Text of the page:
The moral of the story, is that even when the embedded device is running on a small "cpu" (BlackFin does not really qualify as a CPU), it can sometimes "run" faster then full bloated PCs.

Start reading: http://www.uclibc.org/toolchains.html

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I've learned a lot about dealing with 'limited resources' by taking a cast-off desktop PC from work, installing NetBSD on it, and using that as an auxillary testbed for some of my code-- if I can get things to run acceptably well on an old Celeron 433 with 64MB of RAM, it should do well on more modern boxes. It's also rather easy to throw a *BSD or a lightweight Linux distribution on a low-end system and throw it in a closet if you need a quick single-purpose server for stuff like network monitoring. –  Bill B Jun 8 '09 at 17:15
    
:) I have a small appartment and the point of testing new architectures is interesting... another thing is power consumption... those computers mean about ~8€ a month to keep 24h on (with Spain's cost in electricity). –  Álvaro Jun 8 '09 at 17:35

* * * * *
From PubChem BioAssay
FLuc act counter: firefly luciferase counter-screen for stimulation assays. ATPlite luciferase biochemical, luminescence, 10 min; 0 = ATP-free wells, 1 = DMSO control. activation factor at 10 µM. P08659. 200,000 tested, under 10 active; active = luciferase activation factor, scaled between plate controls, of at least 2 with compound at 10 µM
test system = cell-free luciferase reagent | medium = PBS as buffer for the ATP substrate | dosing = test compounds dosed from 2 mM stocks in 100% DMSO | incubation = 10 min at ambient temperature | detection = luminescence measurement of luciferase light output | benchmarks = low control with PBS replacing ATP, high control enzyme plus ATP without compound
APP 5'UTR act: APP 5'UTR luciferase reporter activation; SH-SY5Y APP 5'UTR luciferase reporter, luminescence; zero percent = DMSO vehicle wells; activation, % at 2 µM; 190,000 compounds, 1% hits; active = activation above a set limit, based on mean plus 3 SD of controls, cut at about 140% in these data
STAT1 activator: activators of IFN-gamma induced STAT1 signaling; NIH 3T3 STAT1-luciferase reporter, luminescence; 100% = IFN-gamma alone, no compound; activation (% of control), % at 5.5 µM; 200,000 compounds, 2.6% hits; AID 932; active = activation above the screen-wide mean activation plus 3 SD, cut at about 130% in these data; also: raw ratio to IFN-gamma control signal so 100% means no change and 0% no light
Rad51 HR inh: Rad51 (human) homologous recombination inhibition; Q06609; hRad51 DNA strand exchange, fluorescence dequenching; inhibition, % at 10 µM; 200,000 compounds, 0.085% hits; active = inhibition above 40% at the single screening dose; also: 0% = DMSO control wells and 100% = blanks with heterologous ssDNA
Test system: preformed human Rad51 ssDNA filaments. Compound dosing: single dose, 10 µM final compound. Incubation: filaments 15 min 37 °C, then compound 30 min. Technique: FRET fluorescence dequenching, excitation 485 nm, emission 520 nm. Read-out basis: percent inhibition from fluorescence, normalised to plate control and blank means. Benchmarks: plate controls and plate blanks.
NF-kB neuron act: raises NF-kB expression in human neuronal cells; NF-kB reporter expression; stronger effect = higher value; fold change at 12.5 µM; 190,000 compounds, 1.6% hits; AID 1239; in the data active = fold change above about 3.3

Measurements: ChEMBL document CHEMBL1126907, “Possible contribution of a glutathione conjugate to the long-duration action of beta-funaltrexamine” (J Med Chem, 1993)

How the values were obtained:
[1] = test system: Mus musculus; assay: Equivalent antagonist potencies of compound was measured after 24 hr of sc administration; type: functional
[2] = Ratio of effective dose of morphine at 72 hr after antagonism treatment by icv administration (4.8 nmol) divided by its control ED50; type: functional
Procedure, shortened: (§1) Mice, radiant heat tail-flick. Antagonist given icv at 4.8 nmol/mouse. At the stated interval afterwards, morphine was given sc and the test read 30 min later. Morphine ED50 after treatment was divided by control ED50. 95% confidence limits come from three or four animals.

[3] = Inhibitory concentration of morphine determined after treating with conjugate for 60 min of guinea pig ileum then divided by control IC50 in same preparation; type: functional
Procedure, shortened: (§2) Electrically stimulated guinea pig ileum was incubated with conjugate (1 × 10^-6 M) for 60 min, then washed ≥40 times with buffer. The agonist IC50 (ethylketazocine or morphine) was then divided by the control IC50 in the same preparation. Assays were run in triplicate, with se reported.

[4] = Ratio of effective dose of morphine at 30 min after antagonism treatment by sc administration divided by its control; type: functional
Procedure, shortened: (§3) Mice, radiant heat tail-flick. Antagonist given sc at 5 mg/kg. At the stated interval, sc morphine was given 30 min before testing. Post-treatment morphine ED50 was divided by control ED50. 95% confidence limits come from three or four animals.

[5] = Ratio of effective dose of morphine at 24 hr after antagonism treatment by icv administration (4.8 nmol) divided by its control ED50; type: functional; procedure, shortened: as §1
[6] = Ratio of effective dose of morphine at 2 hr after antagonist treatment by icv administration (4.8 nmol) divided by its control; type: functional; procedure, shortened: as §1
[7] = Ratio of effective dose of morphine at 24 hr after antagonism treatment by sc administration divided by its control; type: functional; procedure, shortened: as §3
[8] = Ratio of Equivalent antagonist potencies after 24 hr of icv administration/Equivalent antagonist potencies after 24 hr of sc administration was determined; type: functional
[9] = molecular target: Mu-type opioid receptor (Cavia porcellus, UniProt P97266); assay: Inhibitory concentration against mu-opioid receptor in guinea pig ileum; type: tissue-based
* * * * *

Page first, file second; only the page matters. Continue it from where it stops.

exactamente... electricidad es cara... IMHO, it seems like you are looking for pc104 or maybe just using qemu (it will work the same!) –  elcuco Jun 8 '09 at 19:47

If you're looking for something a bit more packaged here are two suggestions.

FitPC
http://fit-pc2.com/wiki/index.php?title=Main_Page

Netbook
There are a number of netbooks that would work for this. And as a bonus you can use it for other things as well.

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Cool! though a bit expensive... ;) –  Álvaro Jun 8 '09 at 18:03

if you want it really tiny, you could go for a foxboard: http://foxlx.acmesystems.it/ it's very lightweight. 200mhz and 2W power consumption. it can do webcam-streaming to internet and has gpios. very "solder friendly"

also have a look at pcengines alix... e.g. the 3d3... 500mhz amd, 256mb ram, 5W google for "alix 3d3"

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Warning, the ETRAX cpu that is used on this card is close to "end of life", better to select something else. –  Johan Aug 5 '09 at 5:57
    
true. they have a new version based on some 400mhz atmel though. not sure if it's available already.netus.acmesystems.it/doku.php?id=products:foxboardg20 –  extrapixel Aug 6 '09 at 0:33